The Final Days of the 2020 Election
Credit: YAY Media AS/Alamy

The Final Days of the 2020 Election

There are only a few days remaining in this 2020 election season. It has been a very unusual presidential campaign. The party primaries were interrupted by the start of the coronavirus pandemic. The national conventions were virtual events. And one of the presidential debates was cancelled because of virus concerns and political disagreements. But on November 3, many citizens will cast their votes in federal, state, and local elections. Citizens will decide who will be the next president, and will select some members of the Senate, members of the House of Representatives, and thousands of state and local government positions.

The Second Presidential Debate

The second televised debate between President Trump and Biden was a much calmer affair than the previous debate earlier in October. The rules for this debate included muting the microphone of the person not answering the moderator’s question. In this debate, the two candidates were more focused on answering questions rather than bickering with one another.

That doesn’t mean, however, that they agreed on the issues. Biden remained very critical of the Trump administration’s handling of COVID-19. He claimed that no president who was in office when over 200,000 people have died should be reelected. President Trump said that a vaccine for COVID-19 was being developed quickly and that people were “learning to live with it [the disease].”

President Trump brought up whether Biden’s son, Hunter, used his father’s position as vice president to make money and business deals in Ukraine and China several years ago. Trump cited a recent story in the New York Post that was based on alleged emails found on Hunter Biden’s laptop.  The former vice president responded by fully denying the truth of the Post’s story and tried to switch the focus to President Trump’s tax record. Recent investigative news reports from the New York Times shows that in the last two decades Donald Trump has not paid federal taxes for ten of those years. This is due, in part to the fact that he reported more loss than profit during that time. Such economic detail contradicts the president’s portrayal of himself as a skilled businessman who has succeeded because of his skills at making good deals.  Overall, Trump had a much stronger performance in the second debate. But Biden did not make any significant mistakes in the debate and also performed well. Many commentators found no clear winner in this second debate.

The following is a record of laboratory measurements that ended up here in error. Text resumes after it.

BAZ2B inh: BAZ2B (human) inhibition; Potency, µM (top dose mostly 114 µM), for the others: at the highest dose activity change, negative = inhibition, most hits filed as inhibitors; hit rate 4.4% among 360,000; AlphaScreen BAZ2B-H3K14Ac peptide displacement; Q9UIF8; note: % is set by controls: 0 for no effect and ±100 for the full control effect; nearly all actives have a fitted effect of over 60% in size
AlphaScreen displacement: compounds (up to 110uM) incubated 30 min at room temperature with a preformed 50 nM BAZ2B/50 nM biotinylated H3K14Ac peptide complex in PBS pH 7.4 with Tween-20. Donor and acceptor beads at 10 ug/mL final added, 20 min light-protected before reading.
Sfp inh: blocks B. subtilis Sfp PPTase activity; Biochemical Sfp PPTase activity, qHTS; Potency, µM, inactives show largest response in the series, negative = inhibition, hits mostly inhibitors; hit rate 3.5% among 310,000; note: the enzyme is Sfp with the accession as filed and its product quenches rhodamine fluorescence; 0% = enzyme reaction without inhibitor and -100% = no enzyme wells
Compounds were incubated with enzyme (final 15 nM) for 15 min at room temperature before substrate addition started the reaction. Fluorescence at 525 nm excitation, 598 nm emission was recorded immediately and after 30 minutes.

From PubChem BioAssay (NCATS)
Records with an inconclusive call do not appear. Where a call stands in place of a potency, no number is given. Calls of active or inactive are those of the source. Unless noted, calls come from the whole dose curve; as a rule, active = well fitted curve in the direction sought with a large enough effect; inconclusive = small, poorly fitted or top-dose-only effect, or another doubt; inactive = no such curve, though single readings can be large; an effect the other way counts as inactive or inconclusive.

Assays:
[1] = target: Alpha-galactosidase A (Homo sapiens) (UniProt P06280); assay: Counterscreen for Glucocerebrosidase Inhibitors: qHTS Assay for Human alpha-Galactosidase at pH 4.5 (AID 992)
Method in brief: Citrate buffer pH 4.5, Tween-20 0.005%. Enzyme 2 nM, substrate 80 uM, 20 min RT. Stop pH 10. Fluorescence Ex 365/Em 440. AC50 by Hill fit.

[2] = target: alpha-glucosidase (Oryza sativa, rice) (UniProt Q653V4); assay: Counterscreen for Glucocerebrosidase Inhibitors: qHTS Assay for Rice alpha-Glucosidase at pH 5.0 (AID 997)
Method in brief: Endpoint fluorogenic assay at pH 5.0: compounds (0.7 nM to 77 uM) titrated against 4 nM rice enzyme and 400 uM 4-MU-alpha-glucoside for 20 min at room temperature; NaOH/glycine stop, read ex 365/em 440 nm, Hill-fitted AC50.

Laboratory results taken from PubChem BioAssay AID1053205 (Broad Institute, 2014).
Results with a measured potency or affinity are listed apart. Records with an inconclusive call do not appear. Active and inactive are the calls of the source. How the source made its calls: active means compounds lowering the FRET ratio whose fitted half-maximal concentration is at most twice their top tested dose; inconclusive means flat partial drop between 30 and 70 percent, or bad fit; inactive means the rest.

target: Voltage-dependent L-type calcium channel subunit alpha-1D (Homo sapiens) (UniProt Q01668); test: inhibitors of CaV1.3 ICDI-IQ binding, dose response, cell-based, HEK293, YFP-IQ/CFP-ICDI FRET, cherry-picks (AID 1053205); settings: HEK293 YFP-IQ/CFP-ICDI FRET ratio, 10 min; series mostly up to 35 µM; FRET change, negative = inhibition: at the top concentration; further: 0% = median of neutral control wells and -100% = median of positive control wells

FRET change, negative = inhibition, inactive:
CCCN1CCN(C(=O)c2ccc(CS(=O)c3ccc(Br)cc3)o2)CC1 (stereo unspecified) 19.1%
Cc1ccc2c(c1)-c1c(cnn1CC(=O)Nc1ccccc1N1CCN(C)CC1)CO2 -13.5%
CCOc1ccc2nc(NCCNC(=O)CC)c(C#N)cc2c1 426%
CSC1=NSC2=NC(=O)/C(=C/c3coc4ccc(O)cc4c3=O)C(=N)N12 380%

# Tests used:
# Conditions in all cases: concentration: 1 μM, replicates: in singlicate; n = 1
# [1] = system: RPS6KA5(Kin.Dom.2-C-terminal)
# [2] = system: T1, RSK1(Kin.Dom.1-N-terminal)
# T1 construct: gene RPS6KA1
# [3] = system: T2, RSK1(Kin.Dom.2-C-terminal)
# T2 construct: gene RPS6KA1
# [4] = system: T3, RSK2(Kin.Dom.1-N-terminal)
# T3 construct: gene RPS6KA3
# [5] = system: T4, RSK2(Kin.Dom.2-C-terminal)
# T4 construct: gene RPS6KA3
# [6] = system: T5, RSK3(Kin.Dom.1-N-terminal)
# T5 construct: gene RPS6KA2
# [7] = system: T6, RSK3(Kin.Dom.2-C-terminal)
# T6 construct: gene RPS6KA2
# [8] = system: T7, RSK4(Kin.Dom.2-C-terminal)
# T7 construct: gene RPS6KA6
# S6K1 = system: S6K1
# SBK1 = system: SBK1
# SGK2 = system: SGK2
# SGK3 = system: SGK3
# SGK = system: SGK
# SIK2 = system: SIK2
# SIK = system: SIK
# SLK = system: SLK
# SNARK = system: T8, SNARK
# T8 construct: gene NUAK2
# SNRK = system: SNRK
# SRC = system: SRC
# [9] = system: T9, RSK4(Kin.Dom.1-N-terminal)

The Home Stretch Efforts

Trump held live, outdoor rallies in several places in the last days of the election. He is targeting his ad money in the key Electoral College states of Florida, Pennsylvania, Georgia, and North Carolina. These ads are focused on last-minute persuasion of suburban woman voters—a key voting bloc that helped Trump capture the 2016 election.

Biden also broke out of his digital-only campaign strategy in the final days. Like Trump, he put a focus on key states such as Pennsylvania and North Carolina. He also held a rally in Georgia in the last week of October, in the election’s final days. Georgia has been a reliable winning state for the Republican Party in the last six presidential elections. (Georgia voted for Democrat Bill Clinton in 1992, helping Clinton win the White House over George H.W. Bush.) But recent polling data by National Public Radio suggests that Georgia could be a toss-up state and might be a Biden win. If that Deep South state turns blue, it might suggest a strong Democratic performance on Election Night.

To win a bare majority in the Senate, the Democrats need a Biden win and three additional Senate wins. Biden’s running mate Kamala Harris would serve as the tiebreaker. If President Trump reclaims the White House, the Democrats need four Senate wins to hold the most seats. In Arizona, incumbent Martha McSally is being strongly challenged by Democrat Mark Kelly. Republican Lindsey Graham is facing a strong challenge from Jaime Harrison in South Carolina. In Alabama Democrat Doug Jones and Republican candidate Tommy Tuberville are fighting for the win. And there are more close Senate races in Michigan, Georgia, Montana, Iowa, Maine, and North Carolina. Each of these races are very close and might be a toss-up at this point—meaning both sides evenly matched in recent polls.

Early Voting Numbers

The trend for voting early in person and mailing in ballots remains very high in this election year. As of October 28, over 60 million votes had already been submitted. That is a record for early vote totals and suggests that this might be a historic election in terms of total voter participation. (In 2016, by contrast, the number of pre-election votes was around 53 million.)

Next Tuesday will be a historic moment, no matter which candidate claims the White House and no matter which political party gains a congressional majority.

What Do You Think? Ask your parents, your teachers, and other eligible voters that you know if they have already voted. Are people you know part of this pre-election trend? If not, ask them what their voting plan is on Election Day.
David Martin


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